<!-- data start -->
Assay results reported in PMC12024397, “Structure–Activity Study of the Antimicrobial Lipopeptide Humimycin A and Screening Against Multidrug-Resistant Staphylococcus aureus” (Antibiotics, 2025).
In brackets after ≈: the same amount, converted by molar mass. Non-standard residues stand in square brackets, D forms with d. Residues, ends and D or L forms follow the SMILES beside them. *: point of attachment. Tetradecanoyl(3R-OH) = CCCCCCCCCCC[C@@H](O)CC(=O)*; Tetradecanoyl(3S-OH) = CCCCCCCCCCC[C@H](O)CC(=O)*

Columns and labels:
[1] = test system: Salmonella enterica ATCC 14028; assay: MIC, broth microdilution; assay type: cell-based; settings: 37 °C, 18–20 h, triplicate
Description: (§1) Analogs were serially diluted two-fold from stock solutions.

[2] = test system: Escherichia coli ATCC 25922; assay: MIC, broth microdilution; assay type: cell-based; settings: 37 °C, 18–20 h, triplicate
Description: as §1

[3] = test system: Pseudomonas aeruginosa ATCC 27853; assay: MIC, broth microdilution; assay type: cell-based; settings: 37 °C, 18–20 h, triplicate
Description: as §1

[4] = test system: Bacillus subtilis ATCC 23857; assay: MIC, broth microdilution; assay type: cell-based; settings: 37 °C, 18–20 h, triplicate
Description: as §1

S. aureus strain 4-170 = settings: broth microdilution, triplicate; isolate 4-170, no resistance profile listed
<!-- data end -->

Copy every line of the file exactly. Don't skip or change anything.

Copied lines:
Assay results reported in PMC12024397, “Structure–Activity Study of the Antimicrobial Lipopeptide Humimycin A and Screening Against Multidrug-Resistant Staphylococcus aureus” (Antibiotics, 2025).
In brackets after ≈: the same amount, converted by molar mass. Non-standard residues stand in square brackets, D forms with d. Residues, ends and D or L forms follow the SMILES beside them. *: point of attachment. Tetradecanoyl(3R-OH) = CCCCCCCCCCC[C@@H](O)CC(=O)*; Tetradecanoyl(3S-OH) = CCCCCCCCCCC[C@H](O)CC(=O)*

Columns and labels:
[1] = test system: Salmonella enterica ATCC 14028; assay: MIC, broth microdilution; assay type: cell-based; settings: 37 °C, 18–20 h, triplicate
Description: (§1) Analogs were serially diluted two-fold from stock solutions.

[2] = test system: Escherichia coli ATCC 25922; assay: MIC, broth microdilution; assay type: cell-based; settings: 37 °C, 18–20 h, triplicate
Description: as §1

[3] = test system: Pseudomonas aeruginosa ATCC 27853; assay: MIC, broth microdilution; assay type: cell-based; settings: 37 °C, 18–20 h, triplicate
Description: as §1

[4] = test system: Bacillus subtilis ATCC 23857; assay: MIC, broth microdilution; assay type: cell-based; settings: 37 °C, 18–20 h, triplicate
Description: as §1

S. aureus strain 4-170 = settings: broth microdilution, triplicate; isolate 4-170, no resistance profile listed